Five Key Points in Donald Trump's Lawsuit Suing DOJ Over Mar-a-Lago Search

Former President Donald Trump filed a lawsuit on Monday against the Department of Justice over the recent FBI search of his Mar-a-Lago residence in Palm Beach, Florida.

In their filing with the U.S. District Court in Florida, Trump's attorneys argued that the government had provided no reason for the search of the former president's residence and the search raised questions about his Fourth Amendment rights.

Trump's attorneys have also asked for the appointment of a special master as a way to protect the former president's rights.

Here are five key points from Trump's lawsuit.

Donald Trump Speaks at CPAC in Texas
Former U.S. President Donald Trump speaks at the Conservative Political Action Conference (CPAC) at the Hilton Anatole on August 06, 2022 in Dallas, Texas. Trump has filed a lawsuit against the Department of Justice over the recent search at Mar-a-Lago. Brandon Bell/Getty Images

1. Appointing a Special Master

Trump's attorneys are asking the court to appoint a special master in order to protect the former president's constitutional rights and oversee the process of reviewing documents seized from Mar-a-Lago.

A special master—who is sometimes a retired judge—can be appointed "by a court to carry out some sort of action on its behalf," according to Cornell University's Legal Information Institute.

Such an appointment is sometimes made in highly sensitive cases and the special master is asked to review seized materials in order to make sure investigators do not view privileged information.

In this case, Trump's attorneys argue that some of the documents taken in the FBI search are "presumptively privileged" because they entail presidential communication with advisers and that the FBI cannot be trusted to protect the former president's rights.

2. Preventing FBI from Reviewing Documents

Trump's attorneys have asked the court to prevent the FBI from reviewing the documents until a decision is made about a special master.

The Department of Justice (DOJ) is already using a "filter team" to review the documents in order to make sure investigators don't see materials that should not have been taken in the search.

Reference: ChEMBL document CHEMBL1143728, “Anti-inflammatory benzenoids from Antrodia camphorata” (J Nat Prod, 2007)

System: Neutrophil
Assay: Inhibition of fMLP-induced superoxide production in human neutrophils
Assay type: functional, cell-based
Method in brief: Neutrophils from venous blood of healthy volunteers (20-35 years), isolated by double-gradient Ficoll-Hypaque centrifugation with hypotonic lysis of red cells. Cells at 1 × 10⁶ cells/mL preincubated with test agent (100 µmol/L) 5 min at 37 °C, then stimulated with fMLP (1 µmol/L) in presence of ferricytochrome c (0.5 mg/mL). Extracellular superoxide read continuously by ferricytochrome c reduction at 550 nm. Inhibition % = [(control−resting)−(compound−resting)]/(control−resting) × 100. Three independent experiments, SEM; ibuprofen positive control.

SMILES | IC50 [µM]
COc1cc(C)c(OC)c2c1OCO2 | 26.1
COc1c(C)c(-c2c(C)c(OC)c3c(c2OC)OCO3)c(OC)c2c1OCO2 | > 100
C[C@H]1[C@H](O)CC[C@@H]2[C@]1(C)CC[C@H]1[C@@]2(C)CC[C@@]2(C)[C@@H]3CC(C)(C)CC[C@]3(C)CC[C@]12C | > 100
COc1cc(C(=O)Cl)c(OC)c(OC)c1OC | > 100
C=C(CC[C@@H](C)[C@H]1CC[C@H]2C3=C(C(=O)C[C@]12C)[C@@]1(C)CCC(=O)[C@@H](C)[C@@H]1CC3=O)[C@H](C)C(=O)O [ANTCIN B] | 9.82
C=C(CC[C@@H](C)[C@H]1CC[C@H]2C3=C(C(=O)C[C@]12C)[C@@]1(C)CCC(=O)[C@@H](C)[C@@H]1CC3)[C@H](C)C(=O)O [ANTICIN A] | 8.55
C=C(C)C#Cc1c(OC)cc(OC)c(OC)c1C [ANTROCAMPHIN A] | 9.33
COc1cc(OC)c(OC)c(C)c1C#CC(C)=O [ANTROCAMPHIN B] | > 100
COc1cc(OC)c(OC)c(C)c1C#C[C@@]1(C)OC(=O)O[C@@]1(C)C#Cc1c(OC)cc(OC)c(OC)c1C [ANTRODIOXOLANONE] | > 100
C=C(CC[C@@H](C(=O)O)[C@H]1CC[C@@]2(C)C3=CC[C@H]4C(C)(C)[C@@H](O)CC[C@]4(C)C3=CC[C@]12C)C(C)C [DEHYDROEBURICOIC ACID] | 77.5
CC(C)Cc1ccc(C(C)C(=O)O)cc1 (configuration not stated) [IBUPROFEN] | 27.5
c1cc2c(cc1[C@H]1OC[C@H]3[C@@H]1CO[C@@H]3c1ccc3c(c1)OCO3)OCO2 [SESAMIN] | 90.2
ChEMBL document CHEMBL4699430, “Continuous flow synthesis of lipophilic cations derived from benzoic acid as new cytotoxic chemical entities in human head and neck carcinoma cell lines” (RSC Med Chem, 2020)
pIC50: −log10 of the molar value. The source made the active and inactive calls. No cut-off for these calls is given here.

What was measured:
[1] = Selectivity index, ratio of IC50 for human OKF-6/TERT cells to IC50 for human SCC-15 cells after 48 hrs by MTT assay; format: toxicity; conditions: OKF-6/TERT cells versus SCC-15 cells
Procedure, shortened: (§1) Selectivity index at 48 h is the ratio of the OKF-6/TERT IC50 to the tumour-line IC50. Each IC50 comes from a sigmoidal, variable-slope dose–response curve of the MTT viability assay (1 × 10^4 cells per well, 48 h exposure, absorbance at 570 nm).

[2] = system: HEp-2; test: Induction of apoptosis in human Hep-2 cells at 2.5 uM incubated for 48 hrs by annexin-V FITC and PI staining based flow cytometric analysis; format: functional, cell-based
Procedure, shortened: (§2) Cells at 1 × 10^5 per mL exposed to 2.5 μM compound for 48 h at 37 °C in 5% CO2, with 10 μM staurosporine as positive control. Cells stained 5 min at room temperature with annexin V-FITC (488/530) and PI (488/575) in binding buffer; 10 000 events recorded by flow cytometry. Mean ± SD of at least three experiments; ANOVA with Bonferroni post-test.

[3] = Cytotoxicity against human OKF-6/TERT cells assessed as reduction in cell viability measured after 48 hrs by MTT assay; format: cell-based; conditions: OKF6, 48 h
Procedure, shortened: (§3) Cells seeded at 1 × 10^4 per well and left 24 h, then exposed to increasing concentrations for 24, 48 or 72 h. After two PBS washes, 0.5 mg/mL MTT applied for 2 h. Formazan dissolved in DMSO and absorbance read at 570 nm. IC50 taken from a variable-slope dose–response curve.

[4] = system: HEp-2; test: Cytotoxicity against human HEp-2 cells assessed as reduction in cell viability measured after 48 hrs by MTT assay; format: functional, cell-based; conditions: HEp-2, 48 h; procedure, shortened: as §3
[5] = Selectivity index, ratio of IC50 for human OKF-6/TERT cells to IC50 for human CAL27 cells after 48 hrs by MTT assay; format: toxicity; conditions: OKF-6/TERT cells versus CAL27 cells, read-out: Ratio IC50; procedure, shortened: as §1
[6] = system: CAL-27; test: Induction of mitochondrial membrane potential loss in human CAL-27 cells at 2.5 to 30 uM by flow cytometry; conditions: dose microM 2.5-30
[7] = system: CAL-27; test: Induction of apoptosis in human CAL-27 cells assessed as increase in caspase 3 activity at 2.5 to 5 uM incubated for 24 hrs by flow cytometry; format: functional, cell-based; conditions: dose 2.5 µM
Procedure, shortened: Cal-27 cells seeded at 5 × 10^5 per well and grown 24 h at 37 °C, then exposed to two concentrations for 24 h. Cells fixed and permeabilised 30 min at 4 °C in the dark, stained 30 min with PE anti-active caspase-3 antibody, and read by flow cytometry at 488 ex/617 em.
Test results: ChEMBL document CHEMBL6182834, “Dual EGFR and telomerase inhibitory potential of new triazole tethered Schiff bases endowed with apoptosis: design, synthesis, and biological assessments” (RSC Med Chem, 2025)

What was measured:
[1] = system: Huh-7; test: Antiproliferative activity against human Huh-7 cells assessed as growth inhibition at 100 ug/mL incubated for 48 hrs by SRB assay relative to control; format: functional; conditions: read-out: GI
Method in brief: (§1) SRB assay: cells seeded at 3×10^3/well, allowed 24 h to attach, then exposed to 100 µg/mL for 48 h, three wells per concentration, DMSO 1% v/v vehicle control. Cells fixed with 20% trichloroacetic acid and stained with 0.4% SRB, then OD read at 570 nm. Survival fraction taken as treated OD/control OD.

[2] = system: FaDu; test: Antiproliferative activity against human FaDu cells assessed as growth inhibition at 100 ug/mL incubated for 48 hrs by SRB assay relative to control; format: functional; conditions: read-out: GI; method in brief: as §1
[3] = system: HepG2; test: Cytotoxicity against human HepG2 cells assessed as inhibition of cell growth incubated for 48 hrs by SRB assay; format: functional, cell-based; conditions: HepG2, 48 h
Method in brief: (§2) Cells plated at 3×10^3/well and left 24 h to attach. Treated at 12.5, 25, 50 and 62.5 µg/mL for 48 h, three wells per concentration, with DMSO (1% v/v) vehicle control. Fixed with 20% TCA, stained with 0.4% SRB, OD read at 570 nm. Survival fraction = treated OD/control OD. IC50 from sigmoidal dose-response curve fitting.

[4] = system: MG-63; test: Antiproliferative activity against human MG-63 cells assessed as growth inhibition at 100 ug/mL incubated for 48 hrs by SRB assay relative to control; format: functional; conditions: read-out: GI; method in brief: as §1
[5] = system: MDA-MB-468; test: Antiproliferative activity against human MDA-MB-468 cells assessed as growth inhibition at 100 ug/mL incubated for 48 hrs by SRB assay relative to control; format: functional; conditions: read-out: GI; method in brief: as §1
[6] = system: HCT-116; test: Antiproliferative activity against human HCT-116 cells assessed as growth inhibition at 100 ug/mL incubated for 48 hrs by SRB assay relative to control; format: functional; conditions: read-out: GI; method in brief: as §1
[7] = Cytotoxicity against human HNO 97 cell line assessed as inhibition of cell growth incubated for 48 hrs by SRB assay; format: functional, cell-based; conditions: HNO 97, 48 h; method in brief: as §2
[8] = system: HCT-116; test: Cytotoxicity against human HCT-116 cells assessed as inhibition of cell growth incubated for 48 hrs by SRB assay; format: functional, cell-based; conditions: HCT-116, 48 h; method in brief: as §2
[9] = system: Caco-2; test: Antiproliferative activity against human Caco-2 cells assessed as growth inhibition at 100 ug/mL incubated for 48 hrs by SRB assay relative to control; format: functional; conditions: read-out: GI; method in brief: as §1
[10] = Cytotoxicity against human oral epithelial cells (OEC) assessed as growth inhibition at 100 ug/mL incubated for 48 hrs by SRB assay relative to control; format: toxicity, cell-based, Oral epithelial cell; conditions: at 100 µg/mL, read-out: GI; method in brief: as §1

Trump's attorneys said this was not enough.

"It is unreasonable to allow the prosecutorial team to review them without meaningful safeguards," their filing said.

"Short of returning the seized items to the movant [Trump], only a neutral review by a special master can protect the 'great public interest' in preserving 'the confidentiality of conversations that take place in the president's performance of his official duties,'" his attorneys wrote.

3. Fourth Amendment Rights

The former president's attorneys argue that the search at Mar-a-Lago raises questions under the Fourth Amendment of the U.S. Constitution. That amendment protects against "unreasonable searches and seizures" and requires that warrants be issued "under probable cause."

The filing argues that "the scant information the Government has provided—a vaguely-worded Receipt For Property and the warrant itself—raises significant Fourth Amendment questions about this unprecedented an necessary raid."

The filing seeks a more detailed Receipt For Property and the former president also pointed to the inventory provided by the DOJ in a statement published on his Truth Social site on Monday, calling for the release of a "REAL" inventory "without 'plants.'"

Trump's attorneys have also said that the government "refused to provide President Trump with any reason for the unprecedented, general search of his home."

They criticized Attorney General Merrick Garland for his press conference following the raid where he announced that he had authorized the request for the search warrant himself. The attorneys also took aim at what they called "leaks to favored media outlets have provided ever-changing, and inaccurate, 'justifications' for the politicized conduct of the FBI and Department of Justice."

4. 'Shockingly Aggressive' Raid

Trump's attorneys described the FBI search at Mar-a-Lago on August 8 as a "shockingly aggressive move" that had been carried out "with no understanding of the distress that it would cause most Americans."

The raid was conducted by "roughly two dozen" FBI special agents, the filing said, and that those agents had seized documents, such as Trump's passports, "that were outside the lawful reach of an already overbroad warrant."

"Law enforcement is a shield that protects Americans," the attorneys wrote. "It cannot be used as a weapon for political purposes."

5. Thwarting Trump from Running in 2024

The court filing makes repeated references to the 2024 presidential election and notes that Trump is widely seen as the frontrunner for the Republican nomination.

Trump's attorneys wrote that the appearance of an item labeled "Executive
Grant of Clemency re: Roger Jason Stone, Jr" in the Receipt For Property "suggests that DOJ simply wanted the camel's nose under the tent so they could rummage for either politically helpful documents or support other efforts to thwart President Trump from running again, such as the January 6 investigation."

That echoes what Trump and some his Republican allies have said about the raid. The former president has characterized the FBI search as politically motivated and as part of a years' long effort to damage him.

The request for a special master has been assigned to U.S. District Judge Aileen M. Cannon, a Trump appointee. It remains to be seen if the former president's application will be successful.

The DOJ said in a statement on Monday that the search "was authorized by a federal court upon the required finding of probable cause."